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  1. Happy Birthday! Have a great day. :)

  2. Hey! Where have you disapeared to? We miss your inputand your presence!

  3. I just re-read every single post. I am the only one who mentioned Neil Young. Makes me wonder what others think. I won't put him ABOVE some of the great ones listed, because they each have their style and merits. Just wanted to know if anyome else here would rate him with the greats.
  4. Your observations are excellent. Like all the others, they seem to fit illuniate another aspect of the discussion. That said, to put critiques of content and emotion off-limits based on the concept that we all like different things, is a slippery slope, and if it applies to emotion and content, then why not to coherence and form. Your incoherence might be my soaring freedom, etc. Typo made some excellent points about some things having to be understood, and we shouldn't have to refer back to explanations of the 'guidelines' with every criticism. Another quideline that pervades these forums (intentionally) is that we are critiquing with an ear toward writing commercially viable music. If you want to write wonderful music, there are absolutely no rules. If it sounds wonderful so one person, and everyone else hates it, it can be considered a success. But if you want to write commercially viable songs, it is reasonable to look at the elements that are common to those songs, including phrasings, content, subject matter, rhyme schemes, etc. Before your song gets on the radio and we find out if people like it, it first has to be 'approved' by experts, who would include record labels, publishers etc. These persons look very closely at the content, subject, mood, feel, message, theme, etc of the song in determining whether it is a commercially viable song. It's helpful to have other experts, many with professinal experience, to comment on these issues before you take them to a record label and try to get them to invest some $$ in your project. I can write songs that are coherent and techincally perfect, knowing full well that no one in their right mind would ever publish, record, release or buy it. The feedback fro others on the emotional content of our work is critical.
  5. Jan, it's an excellent topic. There are times when I think the reviews ask for story that is completely outside the intended scope or message of the song. They are asking, in effect, for a different song. But there are other times when the song screams for more 'story' We need to get our story straight. What do we mean by 'story'? Basically it means "who, what, when, where, and / or why?" But beyond this, it has two subtly different meanings. One is for the physical facts to be laid out more clearly. This is the request that sometimes grates on the lyricist, who has no intentions of rewriting his lyric to satisfy a reviewers random request. But the other kind of story is the fulfillment of the one the lyricist set out to tell. The elements of a song have to be self-supporting. Who decides? A consensus of listeners. Since we don't have that level of access and communicaiton with a large body of listeners, we rely on reviewers. With regard to love songs as you mentioned, when writing directly 'to' your love, sometimes a lyric just doesn't connect because it is goes TOO FAR in speaking directly. If you were really speaking to your love or ex-love or whomever, it's a fair assumption that the person would know what you were talking about - your shared background, etc., so you would never need to address it. The only thing that is important is your message, which in your mind, shines against the backdrop. But your audience lacks that context and cannot see the backdrop in your mind. You may think your lyric conjures it up, but perhaps it is insufficient. So in that type of lyric, you need to 'step back from the topic', because you are too close, and fill in enough context or story so that we know enough to relate to your words. In this type of lyric, the context becomes the story. When context is lacking, we can't relate well enough to your words to get their full emotional impact (which is what we are going for in songs) so we ask you to fill in the details of the story. It doesn't have to be the who, what, why, when, where details. It doesn't have to blow the mystery. It just has to set it up better, so you can knock us down better. You might feel that you are 'fudging' on the integrity of the lyric to include context for the listener, that you wouldn't if you were really talking to your lover. It's partly a matter of how skillfully you do it. And it's partly a matter of remembering that songs are art, not real life. Making art more life-like does not necessarily make for better art. Understanding your medium, including its limits, is what makes for better art, better songs. Your posted lyric, I CAN'T STOP LOVING YOU, for example, does a fine job of telling the story. It gives us all the context we need to appreciate your words. Nicely done. Norm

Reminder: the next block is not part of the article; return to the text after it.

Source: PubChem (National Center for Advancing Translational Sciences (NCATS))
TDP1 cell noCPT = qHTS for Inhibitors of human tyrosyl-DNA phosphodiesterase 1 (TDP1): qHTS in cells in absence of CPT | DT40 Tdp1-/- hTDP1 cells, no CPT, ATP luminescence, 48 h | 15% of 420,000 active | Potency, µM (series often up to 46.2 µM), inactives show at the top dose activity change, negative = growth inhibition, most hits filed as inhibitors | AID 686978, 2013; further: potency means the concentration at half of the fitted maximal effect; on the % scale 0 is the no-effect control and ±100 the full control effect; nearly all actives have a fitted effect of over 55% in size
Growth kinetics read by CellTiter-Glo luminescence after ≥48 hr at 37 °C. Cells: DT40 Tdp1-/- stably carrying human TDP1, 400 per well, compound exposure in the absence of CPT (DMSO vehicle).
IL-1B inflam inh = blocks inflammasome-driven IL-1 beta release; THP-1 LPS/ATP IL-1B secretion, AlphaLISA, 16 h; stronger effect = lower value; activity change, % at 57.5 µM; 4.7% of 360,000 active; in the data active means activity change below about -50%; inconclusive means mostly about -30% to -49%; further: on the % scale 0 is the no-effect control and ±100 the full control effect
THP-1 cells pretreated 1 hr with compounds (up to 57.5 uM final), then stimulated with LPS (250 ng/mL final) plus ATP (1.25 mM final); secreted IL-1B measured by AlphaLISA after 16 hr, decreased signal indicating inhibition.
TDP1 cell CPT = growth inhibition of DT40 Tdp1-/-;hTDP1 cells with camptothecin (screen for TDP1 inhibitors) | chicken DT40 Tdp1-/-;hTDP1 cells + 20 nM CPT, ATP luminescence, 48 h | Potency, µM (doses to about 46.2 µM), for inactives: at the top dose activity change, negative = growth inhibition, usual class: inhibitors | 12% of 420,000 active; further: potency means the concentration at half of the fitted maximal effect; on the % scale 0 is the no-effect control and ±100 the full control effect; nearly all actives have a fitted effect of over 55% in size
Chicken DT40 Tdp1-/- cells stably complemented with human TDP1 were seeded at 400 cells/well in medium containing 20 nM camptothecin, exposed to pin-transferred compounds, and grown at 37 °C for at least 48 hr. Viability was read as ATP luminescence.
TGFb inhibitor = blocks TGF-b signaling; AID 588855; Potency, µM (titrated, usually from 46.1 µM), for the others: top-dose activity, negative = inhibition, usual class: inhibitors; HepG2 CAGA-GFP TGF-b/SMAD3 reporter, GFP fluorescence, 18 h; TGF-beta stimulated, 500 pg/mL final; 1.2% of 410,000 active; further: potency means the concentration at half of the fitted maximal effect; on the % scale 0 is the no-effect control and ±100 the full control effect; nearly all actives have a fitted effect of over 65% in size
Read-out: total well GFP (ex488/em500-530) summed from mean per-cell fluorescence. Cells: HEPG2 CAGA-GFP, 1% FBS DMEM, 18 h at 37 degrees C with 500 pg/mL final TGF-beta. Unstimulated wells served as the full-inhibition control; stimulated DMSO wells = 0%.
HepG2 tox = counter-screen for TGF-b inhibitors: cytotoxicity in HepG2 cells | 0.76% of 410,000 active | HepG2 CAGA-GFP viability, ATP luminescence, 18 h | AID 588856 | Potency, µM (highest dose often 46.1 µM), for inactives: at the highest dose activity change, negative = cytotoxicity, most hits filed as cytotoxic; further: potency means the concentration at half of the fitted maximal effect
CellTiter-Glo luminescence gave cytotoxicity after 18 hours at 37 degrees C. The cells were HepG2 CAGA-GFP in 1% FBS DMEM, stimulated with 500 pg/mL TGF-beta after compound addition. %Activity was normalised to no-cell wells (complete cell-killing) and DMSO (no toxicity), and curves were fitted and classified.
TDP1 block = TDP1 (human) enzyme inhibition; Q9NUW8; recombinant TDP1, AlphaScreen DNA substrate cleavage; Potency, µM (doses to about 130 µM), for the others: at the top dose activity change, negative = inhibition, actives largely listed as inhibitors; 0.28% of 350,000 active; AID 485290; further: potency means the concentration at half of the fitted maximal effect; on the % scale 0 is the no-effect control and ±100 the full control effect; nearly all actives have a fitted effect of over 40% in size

6. a good free softaware is 'Audacity'. Download at: http://audacity.sourceforge.net/download/
  7. I don't know if I can pass up on this offer. Oh, but it seems I can....
  8. I propose that we collectively identify and discuss the merits of different writing elements that impact a lyrics clarity of message and story, in an effort to effect a style, build a mood, etc, Here are examples to start things off: Metaphor. What does it take to use it effectively? What is cryptic writing? I would say it is writing that conjures ideas that are hinted at through phrases that, by themselves, have no apparent meaning. 'Yes' and other groups have made a career of it. What other writing elements are commonly criticized for obscuring the clarity of the story or message, that may have justification in their lyrical use? At what point does poetic license make a song more effectivel, and at what point does it become inappropriate? Do we fall into the trap of reviewing songs for their clarity of message at the expense of their lyrical beauty, which is only revealed when set to music? Are there a lot of successful songs that don't have a clear theme, message and story? Are these usually performed by the writer? Or are they portable, and can still be effectively sung by others?